4 4 4 3 2 2 2 2 2 2 2 2 2 2

by number of wins 1. Allionce 2. Afire Bey V Enzo Knight Invader Versace 3. Always A Jullyen V Desperado V 5. AA Apollo Bey Allusion AOF Heir To Glory Hucklebey Berry Mamage Matoi Sundance Kid V

6 4 4 4 4 3 3 2 2 2 2 2 2 2

Volume 43, No. 12 | 157


LEADING SIRES

by number of Arabian winning get 1. Afire Bey V 2. Allionce Versace 3. Always A Jullyen V Desperado V Enzo

4 3 3 2 2 2

by number of Half-Arabian winning get 1. Knight Invader 2. Allusion AOF Heir To Glory Mamage

3 2 2 2

Afire Bey V

Allionce

Knight Invader

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OVERALL LEADING OPEN TRAINERS

HALF-ARABIAN LEADING TRAINERS

1. Wendy Potts 2. Kim Christy Cheryl Fletcher Caralyn Schroter Tom Theisen

1. Tom Theisen

by number of horses

4 2 2 2 2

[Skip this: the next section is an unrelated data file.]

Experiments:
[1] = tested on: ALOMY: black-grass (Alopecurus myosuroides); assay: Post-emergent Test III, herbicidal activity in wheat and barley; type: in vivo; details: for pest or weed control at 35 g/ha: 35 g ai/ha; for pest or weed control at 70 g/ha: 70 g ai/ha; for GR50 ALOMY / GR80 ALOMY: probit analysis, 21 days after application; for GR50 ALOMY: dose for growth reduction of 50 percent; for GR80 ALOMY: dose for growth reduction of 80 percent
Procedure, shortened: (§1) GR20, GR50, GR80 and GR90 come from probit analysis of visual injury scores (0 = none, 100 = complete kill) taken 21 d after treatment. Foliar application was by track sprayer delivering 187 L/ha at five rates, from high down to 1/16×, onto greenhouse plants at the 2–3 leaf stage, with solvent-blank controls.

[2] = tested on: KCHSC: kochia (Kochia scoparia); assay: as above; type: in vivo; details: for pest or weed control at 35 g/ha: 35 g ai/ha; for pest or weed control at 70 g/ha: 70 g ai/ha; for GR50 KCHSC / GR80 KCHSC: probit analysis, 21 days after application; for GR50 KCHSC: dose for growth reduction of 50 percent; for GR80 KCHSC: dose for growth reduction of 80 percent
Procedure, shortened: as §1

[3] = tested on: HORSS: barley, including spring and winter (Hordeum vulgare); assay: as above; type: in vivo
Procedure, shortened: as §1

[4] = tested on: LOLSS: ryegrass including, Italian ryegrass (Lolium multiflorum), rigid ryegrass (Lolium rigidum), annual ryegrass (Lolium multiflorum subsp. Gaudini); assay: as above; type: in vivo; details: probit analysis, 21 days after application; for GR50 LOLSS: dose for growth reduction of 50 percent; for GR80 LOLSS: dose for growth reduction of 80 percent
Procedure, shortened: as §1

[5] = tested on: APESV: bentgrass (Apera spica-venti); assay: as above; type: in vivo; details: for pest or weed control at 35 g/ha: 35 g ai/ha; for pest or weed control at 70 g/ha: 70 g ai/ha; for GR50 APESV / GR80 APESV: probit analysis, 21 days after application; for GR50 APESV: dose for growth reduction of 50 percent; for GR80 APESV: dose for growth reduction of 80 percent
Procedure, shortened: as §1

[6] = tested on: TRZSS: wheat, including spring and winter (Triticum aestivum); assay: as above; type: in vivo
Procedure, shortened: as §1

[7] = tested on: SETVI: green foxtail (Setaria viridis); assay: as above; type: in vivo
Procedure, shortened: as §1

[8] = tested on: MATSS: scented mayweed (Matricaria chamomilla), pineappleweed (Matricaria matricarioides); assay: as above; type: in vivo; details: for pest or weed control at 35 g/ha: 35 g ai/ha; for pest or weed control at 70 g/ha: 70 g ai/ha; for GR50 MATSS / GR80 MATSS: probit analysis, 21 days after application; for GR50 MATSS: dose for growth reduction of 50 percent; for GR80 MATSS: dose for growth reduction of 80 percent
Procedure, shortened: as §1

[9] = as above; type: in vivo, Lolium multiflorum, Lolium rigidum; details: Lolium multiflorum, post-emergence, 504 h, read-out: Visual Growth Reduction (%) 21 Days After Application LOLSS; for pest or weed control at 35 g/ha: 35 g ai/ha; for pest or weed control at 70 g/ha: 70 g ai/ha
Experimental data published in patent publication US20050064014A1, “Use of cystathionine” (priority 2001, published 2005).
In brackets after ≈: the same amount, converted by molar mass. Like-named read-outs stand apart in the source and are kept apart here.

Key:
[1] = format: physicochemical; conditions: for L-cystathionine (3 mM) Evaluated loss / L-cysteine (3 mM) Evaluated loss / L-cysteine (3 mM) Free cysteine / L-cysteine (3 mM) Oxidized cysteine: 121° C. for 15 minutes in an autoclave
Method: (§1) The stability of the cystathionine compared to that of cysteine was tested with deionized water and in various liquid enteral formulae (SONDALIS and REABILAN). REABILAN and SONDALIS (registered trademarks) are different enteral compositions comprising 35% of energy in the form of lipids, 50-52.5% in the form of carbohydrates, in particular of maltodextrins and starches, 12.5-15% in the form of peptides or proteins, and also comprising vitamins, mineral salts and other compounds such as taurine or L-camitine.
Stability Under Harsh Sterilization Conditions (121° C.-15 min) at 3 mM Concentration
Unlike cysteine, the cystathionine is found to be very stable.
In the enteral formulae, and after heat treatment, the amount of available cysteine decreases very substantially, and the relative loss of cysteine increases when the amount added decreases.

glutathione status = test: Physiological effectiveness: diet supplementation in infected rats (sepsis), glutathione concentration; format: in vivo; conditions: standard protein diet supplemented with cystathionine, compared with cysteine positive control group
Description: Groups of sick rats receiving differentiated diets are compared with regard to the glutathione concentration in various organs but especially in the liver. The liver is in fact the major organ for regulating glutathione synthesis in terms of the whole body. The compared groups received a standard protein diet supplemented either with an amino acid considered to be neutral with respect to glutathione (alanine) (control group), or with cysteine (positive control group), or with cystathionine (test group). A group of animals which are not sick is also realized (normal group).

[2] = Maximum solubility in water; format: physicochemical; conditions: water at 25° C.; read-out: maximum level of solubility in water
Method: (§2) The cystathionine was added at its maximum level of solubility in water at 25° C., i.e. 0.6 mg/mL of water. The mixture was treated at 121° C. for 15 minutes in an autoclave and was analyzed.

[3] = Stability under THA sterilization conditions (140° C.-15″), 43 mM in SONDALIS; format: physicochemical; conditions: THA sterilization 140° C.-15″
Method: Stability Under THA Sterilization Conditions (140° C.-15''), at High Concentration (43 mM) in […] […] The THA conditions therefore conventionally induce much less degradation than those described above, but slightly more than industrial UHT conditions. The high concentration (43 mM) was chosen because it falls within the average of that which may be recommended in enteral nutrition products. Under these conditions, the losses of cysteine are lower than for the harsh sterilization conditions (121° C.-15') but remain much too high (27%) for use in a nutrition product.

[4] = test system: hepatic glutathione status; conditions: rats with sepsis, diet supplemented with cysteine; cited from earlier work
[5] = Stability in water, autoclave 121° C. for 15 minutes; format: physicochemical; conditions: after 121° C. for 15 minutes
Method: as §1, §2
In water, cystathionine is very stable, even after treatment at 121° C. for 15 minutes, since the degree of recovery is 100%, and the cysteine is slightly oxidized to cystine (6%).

by number of horses

2

ARABIAN LEADING TRAINERS by number of horses

1. Wendy Potts 2. Caralyn Schroter

3 2

Tom Theisen

Wendy Potts

Volume 43, No. 12 | 159


OVERALL LEADING OWNERS by number of horses 1. Jennifer and Hannah Bell Conway Arabians, Inc. Ricci Desiderio North By Northwest LLC 2. Remington Monroe Equine LLC Russell Family Trust

3 3 3 3 2 2

Hannah Bell

ARABIAN LEADING OWNERS by number of horses 1. Remington Monroe Equine LLC

Remington Monroe Equine LLC

Ricci Desiderio

HALF-ARABIAN LEADING OWNERS by number of horses 1. Conway Arabians, Inc. Ricci Desiderio North By Northwest LLC

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2 2 2

North By Northwest LLC

2


OVERALL LEADING BREEDERS by number of horses

1. Conway Arabians, Inc. Live Oak Arabians, Inc. 3. John Brown Calif. State Polytechnic Univ. J. Frank and Sara Chisholm Empress Arabians Dean and Sheryl Lacey Susanne Mackrell Pegasus Arabians

3 3 2 2 2 2 2 2 2

ARABIAN LEADING BREEDERS by number of horses 1. Calif. State Polytechnic Univ. J. Frank and Sara Chisholm

Peter and Lori Conway, of Conway Arabians, Inc. Leading Owners & Breeders

2 2

HALF-ARABIAN LEADING BREEDERS by number of horses 1. Conway Arabians, Inc. 2. Dean and Sheryl Lacey Live Oak Arabians, Inc. Susanne Mackrell

3 2 2 2

Calif. State Polytechnic Univ.

Live Oak Arabians, Inc.

Frank and Sara Chisholm of Palmetto Arabians Volume 43, No. 12 | 161